There are various applications where processing a queue is useful.

For example you need to process a deep directory structure where each directory can contain subdirectories.

Maybe you manage a build systems where each unit has a list of prerequisites and you need to traverse the whole dependency tree.

If I want to give a less painful example, you write an interactive application that will handle people who need treatment at the dentist.

In either of these cases a queue can work really nicely.

What is a queue?

A queue is basically a list of items. When new items arrive they are added to the end of the list. When the queue "goes forward", the first item in the list is removed and all the other items "move forward".

There are various standard data structures described in computer sciences. The abstract description of a queue is FIFO - First In First Out. The first who arrived in to the queue will be the first to leave it.

In Perl, a regular array using the push and shift functions can be used to implement a queue. If you need a reminder about those functions check out the article about push and shift.

Let's see an example:


use strict;
use warnings;

my @people = ("Foo", "Bar");
while (@people) {
    my $next_person = shift @people;
    print "$next_person\n"; # do something with this person

    print "Type in the names of more people:";
    while (my $new = <STDIN>) {
        chomp $new;
        if ($new eq "") {
        push @people, $new;
    print "\n";

Here we use the @people array to hold the queue. It starts out with two elements. Then the whole queue processing is inside the while loop. That loop will run as long as there are names in the queue.

In case you wonder, in the condition of the while () loop, the array finds itself in scalar context in which case the array returns its size, the number of elements it holds. If the array is empty this will be 0 which is false. If there are elements in the array the size is a positive integer which is considered true in Perl.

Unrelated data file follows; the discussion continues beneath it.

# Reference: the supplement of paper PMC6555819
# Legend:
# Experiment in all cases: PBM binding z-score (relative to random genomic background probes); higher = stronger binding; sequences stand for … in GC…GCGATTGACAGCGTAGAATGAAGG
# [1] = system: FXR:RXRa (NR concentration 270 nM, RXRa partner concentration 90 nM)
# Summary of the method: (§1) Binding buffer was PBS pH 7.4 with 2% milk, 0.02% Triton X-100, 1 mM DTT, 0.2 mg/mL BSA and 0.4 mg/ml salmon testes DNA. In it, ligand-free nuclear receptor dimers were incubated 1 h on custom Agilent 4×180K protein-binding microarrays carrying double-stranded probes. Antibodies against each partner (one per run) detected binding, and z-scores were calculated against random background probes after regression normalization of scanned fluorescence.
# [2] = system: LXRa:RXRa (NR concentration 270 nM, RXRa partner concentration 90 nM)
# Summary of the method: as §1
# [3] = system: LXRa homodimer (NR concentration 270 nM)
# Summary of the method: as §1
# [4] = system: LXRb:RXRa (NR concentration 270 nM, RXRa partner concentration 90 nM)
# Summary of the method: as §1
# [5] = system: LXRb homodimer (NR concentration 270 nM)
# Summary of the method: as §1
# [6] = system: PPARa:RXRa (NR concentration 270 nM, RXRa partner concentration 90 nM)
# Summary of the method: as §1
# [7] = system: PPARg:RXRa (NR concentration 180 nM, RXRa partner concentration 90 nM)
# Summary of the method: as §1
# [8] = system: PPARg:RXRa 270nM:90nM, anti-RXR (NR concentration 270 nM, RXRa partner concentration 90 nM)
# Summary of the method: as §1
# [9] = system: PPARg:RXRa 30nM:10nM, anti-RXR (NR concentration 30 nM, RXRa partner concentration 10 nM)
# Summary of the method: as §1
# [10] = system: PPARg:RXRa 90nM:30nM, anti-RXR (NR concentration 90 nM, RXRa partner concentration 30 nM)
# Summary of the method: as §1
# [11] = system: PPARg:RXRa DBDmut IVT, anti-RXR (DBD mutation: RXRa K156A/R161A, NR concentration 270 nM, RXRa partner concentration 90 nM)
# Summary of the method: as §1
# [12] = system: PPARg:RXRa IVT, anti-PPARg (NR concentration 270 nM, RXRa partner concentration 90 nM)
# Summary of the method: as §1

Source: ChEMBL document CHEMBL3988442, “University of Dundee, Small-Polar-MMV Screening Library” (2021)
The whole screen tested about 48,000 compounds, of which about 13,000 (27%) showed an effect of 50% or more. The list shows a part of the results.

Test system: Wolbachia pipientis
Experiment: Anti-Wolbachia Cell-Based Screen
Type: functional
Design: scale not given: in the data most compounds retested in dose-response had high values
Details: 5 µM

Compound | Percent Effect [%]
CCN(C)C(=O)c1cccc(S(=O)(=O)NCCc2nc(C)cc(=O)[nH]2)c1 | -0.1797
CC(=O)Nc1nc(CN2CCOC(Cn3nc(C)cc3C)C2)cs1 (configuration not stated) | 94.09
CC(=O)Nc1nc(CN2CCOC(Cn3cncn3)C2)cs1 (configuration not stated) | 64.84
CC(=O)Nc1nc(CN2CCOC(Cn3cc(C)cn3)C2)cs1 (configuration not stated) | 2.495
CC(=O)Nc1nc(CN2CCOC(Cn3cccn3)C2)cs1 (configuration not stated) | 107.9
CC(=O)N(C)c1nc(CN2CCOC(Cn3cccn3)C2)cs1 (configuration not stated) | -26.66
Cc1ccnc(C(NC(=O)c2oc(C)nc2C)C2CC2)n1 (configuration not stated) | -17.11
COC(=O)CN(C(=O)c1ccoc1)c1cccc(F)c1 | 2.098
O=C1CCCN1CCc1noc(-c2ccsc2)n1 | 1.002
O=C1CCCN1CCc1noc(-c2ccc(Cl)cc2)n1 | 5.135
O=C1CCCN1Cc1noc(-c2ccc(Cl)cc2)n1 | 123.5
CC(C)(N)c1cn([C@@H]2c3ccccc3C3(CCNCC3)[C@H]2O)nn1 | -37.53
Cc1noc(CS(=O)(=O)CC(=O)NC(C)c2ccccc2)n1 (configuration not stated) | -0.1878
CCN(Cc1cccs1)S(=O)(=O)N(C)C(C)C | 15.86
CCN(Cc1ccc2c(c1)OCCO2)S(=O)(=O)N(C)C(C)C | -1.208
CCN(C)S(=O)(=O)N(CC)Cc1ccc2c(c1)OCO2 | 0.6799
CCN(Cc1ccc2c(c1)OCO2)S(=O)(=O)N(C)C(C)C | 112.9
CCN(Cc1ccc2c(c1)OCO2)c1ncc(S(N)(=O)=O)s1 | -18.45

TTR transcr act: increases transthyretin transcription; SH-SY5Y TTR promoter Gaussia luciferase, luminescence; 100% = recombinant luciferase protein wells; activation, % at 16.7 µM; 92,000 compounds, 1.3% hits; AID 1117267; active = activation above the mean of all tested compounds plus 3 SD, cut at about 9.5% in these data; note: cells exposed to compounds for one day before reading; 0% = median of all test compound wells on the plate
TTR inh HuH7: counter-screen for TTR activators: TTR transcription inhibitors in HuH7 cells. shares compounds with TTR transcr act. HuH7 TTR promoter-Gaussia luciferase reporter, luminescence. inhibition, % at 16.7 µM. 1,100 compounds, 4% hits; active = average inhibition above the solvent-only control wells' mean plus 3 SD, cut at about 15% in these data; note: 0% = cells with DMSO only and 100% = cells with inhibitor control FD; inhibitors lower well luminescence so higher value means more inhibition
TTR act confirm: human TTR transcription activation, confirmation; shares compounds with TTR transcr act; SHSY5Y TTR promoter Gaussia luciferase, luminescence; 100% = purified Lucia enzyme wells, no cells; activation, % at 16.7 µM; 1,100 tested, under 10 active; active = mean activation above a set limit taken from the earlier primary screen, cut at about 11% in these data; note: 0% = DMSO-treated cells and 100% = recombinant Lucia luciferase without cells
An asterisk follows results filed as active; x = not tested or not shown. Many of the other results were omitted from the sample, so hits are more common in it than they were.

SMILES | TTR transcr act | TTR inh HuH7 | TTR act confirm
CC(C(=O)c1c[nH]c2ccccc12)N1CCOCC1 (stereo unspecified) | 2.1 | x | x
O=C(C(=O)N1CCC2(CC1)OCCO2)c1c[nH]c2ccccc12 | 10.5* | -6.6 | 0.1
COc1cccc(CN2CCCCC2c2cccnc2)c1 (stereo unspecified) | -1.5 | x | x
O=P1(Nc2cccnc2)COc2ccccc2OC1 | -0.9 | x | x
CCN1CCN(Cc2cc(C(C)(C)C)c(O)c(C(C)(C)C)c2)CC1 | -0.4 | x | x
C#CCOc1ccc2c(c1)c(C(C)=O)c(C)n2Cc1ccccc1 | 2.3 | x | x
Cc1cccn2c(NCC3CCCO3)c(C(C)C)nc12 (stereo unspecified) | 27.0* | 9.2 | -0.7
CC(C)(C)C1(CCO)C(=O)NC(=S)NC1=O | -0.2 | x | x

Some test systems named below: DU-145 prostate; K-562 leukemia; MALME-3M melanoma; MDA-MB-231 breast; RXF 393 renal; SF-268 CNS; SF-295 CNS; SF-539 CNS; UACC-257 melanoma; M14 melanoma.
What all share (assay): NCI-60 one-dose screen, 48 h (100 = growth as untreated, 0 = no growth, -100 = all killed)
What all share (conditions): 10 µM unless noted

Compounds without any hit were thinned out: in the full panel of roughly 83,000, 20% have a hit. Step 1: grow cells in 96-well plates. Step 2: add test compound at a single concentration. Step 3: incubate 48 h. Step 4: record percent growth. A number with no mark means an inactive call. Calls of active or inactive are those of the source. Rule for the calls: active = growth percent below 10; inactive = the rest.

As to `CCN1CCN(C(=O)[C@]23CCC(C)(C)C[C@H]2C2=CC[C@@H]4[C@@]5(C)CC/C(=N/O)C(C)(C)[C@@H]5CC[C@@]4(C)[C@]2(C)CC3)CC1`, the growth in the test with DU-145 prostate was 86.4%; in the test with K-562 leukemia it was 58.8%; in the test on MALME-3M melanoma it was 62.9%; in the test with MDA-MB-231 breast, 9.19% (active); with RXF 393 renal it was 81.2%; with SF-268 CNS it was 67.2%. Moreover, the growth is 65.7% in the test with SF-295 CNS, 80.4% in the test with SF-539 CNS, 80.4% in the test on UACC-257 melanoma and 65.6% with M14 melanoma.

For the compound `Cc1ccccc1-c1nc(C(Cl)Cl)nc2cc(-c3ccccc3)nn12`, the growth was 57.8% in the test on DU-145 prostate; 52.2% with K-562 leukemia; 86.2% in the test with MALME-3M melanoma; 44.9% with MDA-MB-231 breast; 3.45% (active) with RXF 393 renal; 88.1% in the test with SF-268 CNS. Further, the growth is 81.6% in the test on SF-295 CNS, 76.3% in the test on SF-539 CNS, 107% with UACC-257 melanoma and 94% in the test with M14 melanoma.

As the first thing inside the loop, we fetch the first element from the queue using the shift function. This is the next person to be treated by the dentist. The next thing we should call is treat($next_person); but for now we just print the name.

Once the treatment is over we can check if there are more people waiting to be added to the queue. We implemented this in another while loop. We wait for the user to type in names one-by-one. We remove the trailing newline, and then check if the input was empty or not. If it was empty, meaning the user pressed ENTER without typing in any name, we call last. That will terminate the internal while loop and reach the print "\n"; line. Then Perl will go back to the beginning of the main while-loop treating the next person. If the user typed in a name, that name will be pushed to the end of the @people array. To the end of the queue. Then, still in the internal loop, we wait for another name to be typed in.

As long as there are more people arriving than we can treat, the queue will grow. If for a while no new people arrive, the process will slowly deal with all the people in the queue. At one point the array will become empty and the main while-loop will finish.

Abstract implementation

The following code is a more abstract version of the same code using functions that we have not implemented here.


use strict;
use warnings;

my @queue = accept_new_to_queue();
while (@queue) {
    my $next_item = shift @queue;

    push @queue, accept_new_to_queue()

sub accept_new_to_queue {
sub handle_item {

Parallel or Asynchronous processing

The above implementation can work in simple cases, but it has a major problem. Both the accept_new_to_queue() and the handle_item() are blocking. That is, while you are handling an item, no other items can be added to the queue and while waiting for someone to be added to the queue, no item can be handled.

This can be acceptable when processing a directory tree or a list of dependencies, but people would be upset at the dentist if they could not even enter the waiting room while one of the patients is receiving treatment.

For this you need some way of parallel or asynchronous processing so the accept_new_to_queue() and the handle_item can be run "virtually at the same time". I wrote virtually as they don't necessarily need to run in parallel. We just need to perceive it as if they did.

If you have multiple CPUs or at least multiple cores, which is the case in all modern computer, you could theoretically run parts of the code really at the same time. The two major solutions for this is threading and forking. While in many languages threading is the preferred way, in Perl most people will use forking. If you go that way, you should probably take a look at the Parallel::ForkManager module on CPAN.

For asynchronous or even-driven Perl programming, you might want to take a look at POE.

We will see examples for both cases in other articles.